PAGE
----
Bret Rumbeck
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Here you'll find reviews of music, discussion of sports, social/political commentary and thoughts on the professional world. 

I Don’t Get LinkedIn. There. I Said It.

A number of years ago, my college history professor kept bugging me to get on this professional networking website. 

“This is a great way to show off what you’ve done,” she wrote.

I wasn’t sure what the deal was, so, I signed up. Welcome to LinkedIn! The professional’s version of MySpace!

Kind of. There are rules.

Over time, I’ve gained a ‘network’ of over 300 ‘connections’. Some of these people I’ve worked with, some of them are friends and others… well, others are. Hm. I don’t know who you are. 

At first, I did my best to keep up with the site. I’d try and add skills or projects, and then update parts of my resume. Then, LinkedIn added this very odd ‘endorsements’ element to the site. All of a sudden, my ‘connections’ were endorsing me for all sorts of skills!

John Doe endorsed you for 'English'. Thanks, John! I’ve always been good at using my native tongue! 

Jane Smith endorsed you for 'history'. Jane, thanks for the history endorsement. You must have read my thesis paper on Richard Nixon, or root causes of the Soviet/Afghan war. It’s clear to everyone now that I know the history of all human existence.

High School Friend endorsed you for 'legislative'. Wait, wait, wait. High School Friend? Yeah, the guy I haven’t seen since we graduated 18 years ago and who I’ve never worked with gave me a ‘legislative’ endorsement? What the hell does that even mean? And how do you know I’m even good at it?

I turned that feature off shortly after that. No more endorsements.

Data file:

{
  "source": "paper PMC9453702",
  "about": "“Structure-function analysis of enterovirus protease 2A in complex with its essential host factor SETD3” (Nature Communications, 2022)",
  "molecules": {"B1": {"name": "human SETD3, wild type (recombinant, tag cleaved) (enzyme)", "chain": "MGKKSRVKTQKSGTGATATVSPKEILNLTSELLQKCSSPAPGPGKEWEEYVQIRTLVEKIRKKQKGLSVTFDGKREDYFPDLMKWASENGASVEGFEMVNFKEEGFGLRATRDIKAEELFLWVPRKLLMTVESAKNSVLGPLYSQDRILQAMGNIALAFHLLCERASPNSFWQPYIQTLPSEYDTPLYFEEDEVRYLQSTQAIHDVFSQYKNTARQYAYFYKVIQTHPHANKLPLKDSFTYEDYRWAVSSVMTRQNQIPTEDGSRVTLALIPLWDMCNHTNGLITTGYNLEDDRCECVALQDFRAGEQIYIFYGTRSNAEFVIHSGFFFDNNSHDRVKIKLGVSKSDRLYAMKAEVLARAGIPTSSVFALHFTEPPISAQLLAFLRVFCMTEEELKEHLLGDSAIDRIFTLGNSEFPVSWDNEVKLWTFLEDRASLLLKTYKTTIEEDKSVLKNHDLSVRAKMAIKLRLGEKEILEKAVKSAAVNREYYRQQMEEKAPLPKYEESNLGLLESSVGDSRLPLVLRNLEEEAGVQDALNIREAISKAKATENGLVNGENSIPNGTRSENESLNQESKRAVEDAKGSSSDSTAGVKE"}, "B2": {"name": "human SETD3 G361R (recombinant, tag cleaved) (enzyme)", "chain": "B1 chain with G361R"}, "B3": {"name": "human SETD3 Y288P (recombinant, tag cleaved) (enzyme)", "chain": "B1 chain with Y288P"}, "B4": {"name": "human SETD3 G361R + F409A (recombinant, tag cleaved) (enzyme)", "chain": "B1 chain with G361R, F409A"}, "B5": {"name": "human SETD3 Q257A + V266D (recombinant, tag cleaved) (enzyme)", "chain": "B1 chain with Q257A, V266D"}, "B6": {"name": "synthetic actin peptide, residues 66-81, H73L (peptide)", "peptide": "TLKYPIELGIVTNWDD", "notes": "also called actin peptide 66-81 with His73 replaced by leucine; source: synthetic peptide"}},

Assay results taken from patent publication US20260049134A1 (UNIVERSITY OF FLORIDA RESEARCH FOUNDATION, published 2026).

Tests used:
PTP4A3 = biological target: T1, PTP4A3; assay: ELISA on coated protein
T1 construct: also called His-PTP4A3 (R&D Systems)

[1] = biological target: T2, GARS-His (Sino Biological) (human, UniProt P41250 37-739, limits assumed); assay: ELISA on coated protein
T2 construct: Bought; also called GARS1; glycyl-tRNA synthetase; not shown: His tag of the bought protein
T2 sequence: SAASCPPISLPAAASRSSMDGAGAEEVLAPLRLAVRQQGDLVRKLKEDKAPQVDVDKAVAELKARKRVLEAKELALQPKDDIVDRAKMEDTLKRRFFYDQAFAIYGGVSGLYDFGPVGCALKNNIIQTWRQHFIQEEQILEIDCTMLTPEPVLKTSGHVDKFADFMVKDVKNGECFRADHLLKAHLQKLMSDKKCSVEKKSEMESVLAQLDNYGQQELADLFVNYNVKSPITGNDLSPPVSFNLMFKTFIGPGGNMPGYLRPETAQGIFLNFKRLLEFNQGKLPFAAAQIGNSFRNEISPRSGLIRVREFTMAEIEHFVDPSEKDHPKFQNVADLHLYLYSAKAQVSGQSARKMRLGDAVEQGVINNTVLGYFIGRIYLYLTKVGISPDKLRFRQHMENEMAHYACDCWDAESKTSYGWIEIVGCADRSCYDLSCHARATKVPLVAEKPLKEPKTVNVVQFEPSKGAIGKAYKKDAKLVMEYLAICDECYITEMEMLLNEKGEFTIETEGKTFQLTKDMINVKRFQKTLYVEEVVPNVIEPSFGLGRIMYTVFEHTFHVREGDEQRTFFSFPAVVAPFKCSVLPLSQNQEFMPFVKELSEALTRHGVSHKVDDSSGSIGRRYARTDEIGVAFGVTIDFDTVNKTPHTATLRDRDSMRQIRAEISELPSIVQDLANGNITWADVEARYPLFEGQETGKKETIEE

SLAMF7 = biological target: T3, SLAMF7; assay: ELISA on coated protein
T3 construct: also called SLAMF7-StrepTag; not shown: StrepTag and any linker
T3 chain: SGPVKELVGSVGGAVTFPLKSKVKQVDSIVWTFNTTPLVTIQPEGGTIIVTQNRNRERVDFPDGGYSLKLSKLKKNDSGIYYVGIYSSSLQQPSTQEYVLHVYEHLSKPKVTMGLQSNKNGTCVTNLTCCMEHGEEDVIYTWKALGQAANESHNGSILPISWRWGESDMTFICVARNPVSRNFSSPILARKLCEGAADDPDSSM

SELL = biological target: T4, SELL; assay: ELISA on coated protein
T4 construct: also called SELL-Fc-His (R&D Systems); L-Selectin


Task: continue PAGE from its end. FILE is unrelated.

Realtor In Chicago wants to connect with you. I loathe that message. Who are you? At first, I thought maybe there was a secondary connection, or the person got a new name. I wanted to think, “Oh that’s Guy Down The Hall from college!” Nope. Not him. Realtor in Chicago who wants to connect is really a 55-year old man who wants to ‘connect’. Lord knows why. Maybe he thinks that Idaho really means Illinois, or that one day, I just might move to Nowheresville, Illinois, and on a total whim, look at LinkedIn and call him to sell me a house. Thank you, Realtor… I’ll mark you as spam. Good luck with that escrow!

Ishtar has viewed your profile. Who’s Ishtar? Is he hiring? Oh man, this might be a lead…. wait, no. Ishtar’s in India. What are you looking for, Ishtar?

Here’s what my LinkedIn feed’s looked like the past few weeks.

  • Someone sharing a photo of a female Marine who had a man thank her husband for his service.
  • Someone sharing a photo of a Korean War veteran who wants to see if he can get 1,000 likes.
  • Someone asking which book cover looked best. Pick one: A, B or C.
  • Someone sharing a photo of his/her daughter graduating from college. 
  • Someone shared a photo of a family who is traveling the world for the next year.
  • Someone sharing an inspirational quote from George Washington (who actually didn’t say that quote. I looked it up, because, you know… I’ve got that ‘history’ endorsement.)
  • Someone shaming another person for “treating LinkedIn like Facebook”. Apparently, this is a very major faux pau.
  • Someone posted a meme encouraging people to ‘be a fuckin’ shark today!’
  • Someone took a birthday selfie, posted it on LinkedIn and wrote, ‘It’s my birthday!’… obviously fishing for professional happy birthday messages.

Maybe this is professional. When I step back and think about it, this is the kind of stuff that gets forwarded around the office email a few times a week.

I know this is odd because I posted this on LinkedIn. Mostly because I don’t care, partly because I’m looking for someone to shame me. I want to be told I don’t know the rules of a professional website that really isn’t professional at all. That’s 21st century irony, and I’m sure Alanis Morissette will put it in the remastered, extended verse version of ‘Ironic’. Sing with me!

LinkedIn connection, that you don’t even know

A job alert, that really blows

It’s like ten thousand posts with nothing to do with work

It’s like commenting on a status, and finding out you don’t even know him

And isn't it ironic? Don't you think?